When I was growing up, my folks took home movies of us to remember fun events like birthday parties and holidays. It took effort to record the video, file away the cassette, and then bring it back out to watch at a later point. If you wanted to share your home videos with friends, you either needed to somehow make them a copy, or bribe them to come over with home-cooked treats before you sprung the videos on them.
Today? It’s all different. Parents are uploading clips of their kids to sites like YouTube and Vimeo at astronomical rates. Many of these videos have gone viral. We’ve all seen ones where a kid is rambling on nonsensically after being looped up on medicine from the dentist, or the one where a kid lip syncs to the hottest pop song of the moment. Many of these are cute, many are (in my opinion) annoying, and others just cause me to shake my head and ask, “What the hell were you thinking?”
The popularity of some of these viral videos leads some folks to intentionally create situations where they might get some hits. A friend posted a link to a Jimmy Kimmel clip that included a bunch of videos of parents pretending to eat their children’s Halloween candy. The result? Mostly unfunny, at least to me. The parents purposefully made their kids cry, filmed the entire thing (while laughing), and sent it in to be aired on a national television show.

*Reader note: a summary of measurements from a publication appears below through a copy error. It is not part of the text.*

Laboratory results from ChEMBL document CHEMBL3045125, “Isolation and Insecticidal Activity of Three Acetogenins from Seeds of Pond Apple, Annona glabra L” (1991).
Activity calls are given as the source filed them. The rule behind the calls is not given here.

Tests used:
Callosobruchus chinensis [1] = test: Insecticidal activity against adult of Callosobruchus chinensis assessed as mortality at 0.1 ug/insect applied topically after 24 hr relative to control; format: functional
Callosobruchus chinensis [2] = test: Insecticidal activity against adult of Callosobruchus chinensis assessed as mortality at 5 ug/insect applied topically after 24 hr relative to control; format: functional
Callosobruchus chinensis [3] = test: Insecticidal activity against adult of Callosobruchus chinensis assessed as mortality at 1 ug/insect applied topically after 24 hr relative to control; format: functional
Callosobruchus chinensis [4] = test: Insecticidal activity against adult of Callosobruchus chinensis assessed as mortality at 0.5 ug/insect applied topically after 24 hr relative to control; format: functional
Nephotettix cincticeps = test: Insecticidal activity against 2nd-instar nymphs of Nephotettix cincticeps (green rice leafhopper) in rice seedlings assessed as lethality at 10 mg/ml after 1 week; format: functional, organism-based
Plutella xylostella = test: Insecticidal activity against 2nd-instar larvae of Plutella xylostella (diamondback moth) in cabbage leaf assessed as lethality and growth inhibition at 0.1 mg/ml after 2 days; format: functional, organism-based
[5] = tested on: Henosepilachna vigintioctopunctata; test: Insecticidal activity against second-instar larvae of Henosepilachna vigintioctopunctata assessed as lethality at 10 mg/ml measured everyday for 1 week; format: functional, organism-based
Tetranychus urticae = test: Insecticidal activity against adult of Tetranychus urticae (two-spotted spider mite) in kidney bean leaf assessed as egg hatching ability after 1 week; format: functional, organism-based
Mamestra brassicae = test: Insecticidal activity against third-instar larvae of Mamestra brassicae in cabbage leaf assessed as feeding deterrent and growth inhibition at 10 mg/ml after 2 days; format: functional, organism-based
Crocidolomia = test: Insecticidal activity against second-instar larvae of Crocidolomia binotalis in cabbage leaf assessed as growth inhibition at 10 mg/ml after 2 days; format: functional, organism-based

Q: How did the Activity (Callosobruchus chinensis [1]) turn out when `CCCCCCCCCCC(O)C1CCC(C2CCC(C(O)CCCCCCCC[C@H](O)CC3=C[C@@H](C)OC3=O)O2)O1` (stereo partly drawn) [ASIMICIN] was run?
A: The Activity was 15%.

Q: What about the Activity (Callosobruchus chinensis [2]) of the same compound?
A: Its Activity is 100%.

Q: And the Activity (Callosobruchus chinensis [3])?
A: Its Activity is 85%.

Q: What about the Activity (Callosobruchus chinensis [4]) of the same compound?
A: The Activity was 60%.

Other TV shows, like Ellen, showcase the stars of musically minded viral videos so these kids have a shot at… what? Stardom? While I appreciate the desire to share talent (trust me, I do. I absolutely loved the father & daughter who performed Edward Sharpe’s “Home”) it only spurs thousands of other (less talented) videos that get mercilessly mocked by others.
Yes, the Internet makes it much easier to share our children’s most epically embarrassing and adorable moments, but it also functions as an archive for all of them. Even if you change your mind and delete a video, there is still the chance that it is out there, waiting to pop back up later in life. I wonder what will happen in five, ten, or fifteen years, when a lot of the “stars” of these kid-centric viral videos grow up. Will they simply roll their eyes, akin to an overeager mother showing off baby pictures of her precious teenager? Will they be horribly embarrassed that their parents shared awkward and potentially humiliating video clips of them with the world? Or will they love the fact that they had their few seconds of Internet infamy, and treat it as a nostalgic rite of passage?
We’re (not so) slowly creating a new social contract where oversharing has become de rigueur. Blame it on the popularity of reality TV or the easy access the Internet provides—either way, we’re currently at a place where a video of a mom intentionally terrifying her young son while he belts out Britney Spears has over 10 million hits on YouTube.
And I haven’t even touched on the videos where toddlers are shown singing and dancing in a sexualized manner as they mimic Beyoncé or Lady Gaga…
I guess my question with all of this is… How much is too much? How far is too far? What sort of cultural precedent is being set by (potentially) exploiting children for a few laughs? As parents watch other kids shoot into the celebrity sphere, and wish that for their own family, to what lengths will they go for viral notoriety?
*10 points for anyone who knows where my “Top That!” reference comes from.